Is this linear homogeneous, linear inhomogeneous etc...(adsbygoogle = window.adsbygoogle || []).push({});

[tex]u_{t}-u_{xx}+xu=0[/tex]

From that first one I get this

[tex]\frac{u_{t}-u_{xx}}{u}=-x[/tex]

which I'm not sure is linear.

Edit:

Similar questions involve the following equations:

[tex]iu_{t}-u_{xx}+\frac{u}{x}=0[/tex]

and

[tex]u_{x}+e^{y}u_{y}=0[/tex]

Another Edit:

I think I see the answer. I can rewrite the first equation like this:

[tex](u_{t}-u_{xx}+xu)(\frac{1}{x})=0(\frac{1}{x})[/tex]

and get a linear equation:

[tex]\frac{u_{t}}{x}-\frac{u_{xx}}{x}+u=0[/tex]

UGH... Another Edit..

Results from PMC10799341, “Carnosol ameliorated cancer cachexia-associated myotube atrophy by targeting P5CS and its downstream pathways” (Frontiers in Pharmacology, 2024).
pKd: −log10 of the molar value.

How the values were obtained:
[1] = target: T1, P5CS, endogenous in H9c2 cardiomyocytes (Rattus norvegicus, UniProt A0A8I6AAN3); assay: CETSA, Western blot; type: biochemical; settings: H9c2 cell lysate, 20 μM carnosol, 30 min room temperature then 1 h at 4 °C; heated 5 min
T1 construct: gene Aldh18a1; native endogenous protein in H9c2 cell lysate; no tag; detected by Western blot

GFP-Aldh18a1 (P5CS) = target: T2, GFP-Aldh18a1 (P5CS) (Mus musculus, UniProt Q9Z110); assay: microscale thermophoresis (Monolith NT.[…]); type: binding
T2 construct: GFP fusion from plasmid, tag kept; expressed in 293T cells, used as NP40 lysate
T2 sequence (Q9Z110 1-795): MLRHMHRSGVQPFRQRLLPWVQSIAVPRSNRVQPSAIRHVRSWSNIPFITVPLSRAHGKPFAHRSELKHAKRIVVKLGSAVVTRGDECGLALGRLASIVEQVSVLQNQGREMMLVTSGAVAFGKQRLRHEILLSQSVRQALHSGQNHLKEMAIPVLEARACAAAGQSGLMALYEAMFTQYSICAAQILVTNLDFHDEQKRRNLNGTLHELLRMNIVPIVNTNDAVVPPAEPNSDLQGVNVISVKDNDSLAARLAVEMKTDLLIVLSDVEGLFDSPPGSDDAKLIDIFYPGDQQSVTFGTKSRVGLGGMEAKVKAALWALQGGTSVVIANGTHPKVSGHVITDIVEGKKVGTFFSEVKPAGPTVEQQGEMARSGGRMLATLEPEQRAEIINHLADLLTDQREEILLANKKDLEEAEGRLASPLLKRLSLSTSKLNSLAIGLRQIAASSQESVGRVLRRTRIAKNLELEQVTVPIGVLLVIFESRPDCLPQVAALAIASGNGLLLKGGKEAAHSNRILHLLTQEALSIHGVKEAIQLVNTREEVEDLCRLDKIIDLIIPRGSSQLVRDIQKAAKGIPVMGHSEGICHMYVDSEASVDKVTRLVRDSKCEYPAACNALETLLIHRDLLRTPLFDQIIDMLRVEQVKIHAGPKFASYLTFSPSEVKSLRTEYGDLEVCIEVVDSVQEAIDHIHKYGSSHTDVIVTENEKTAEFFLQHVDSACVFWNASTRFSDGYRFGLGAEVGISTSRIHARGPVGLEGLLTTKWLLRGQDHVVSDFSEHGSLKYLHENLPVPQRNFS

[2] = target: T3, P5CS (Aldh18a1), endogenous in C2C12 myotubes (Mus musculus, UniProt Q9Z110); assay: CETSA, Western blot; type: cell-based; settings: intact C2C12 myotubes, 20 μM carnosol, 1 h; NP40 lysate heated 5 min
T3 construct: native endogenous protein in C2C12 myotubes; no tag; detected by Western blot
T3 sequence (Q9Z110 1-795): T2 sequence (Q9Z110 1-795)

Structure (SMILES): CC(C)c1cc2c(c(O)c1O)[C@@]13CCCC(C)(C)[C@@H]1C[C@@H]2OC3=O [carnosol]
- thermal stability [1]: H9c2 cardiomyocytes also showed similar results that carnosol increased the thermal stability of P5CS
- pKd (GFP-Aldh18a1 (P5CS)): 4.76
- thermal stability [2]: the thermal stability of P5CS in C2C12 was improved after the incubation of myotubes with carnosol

I'm not sure which approach is correct, the first or the second...

**Physics Forums | Science Articles, Homework Help, Discussion**

Join Physics Forums Today!

The friendliest, high quality science and math community on the planet! Everyone who loves science is here!

The friendliest, high quality science and math community on the planet! Everyone who loves science is here!

# Homework Help: Linearity of Partial Differential Equations

**Physics Forums | Science Articles, Homework Help, Discussion**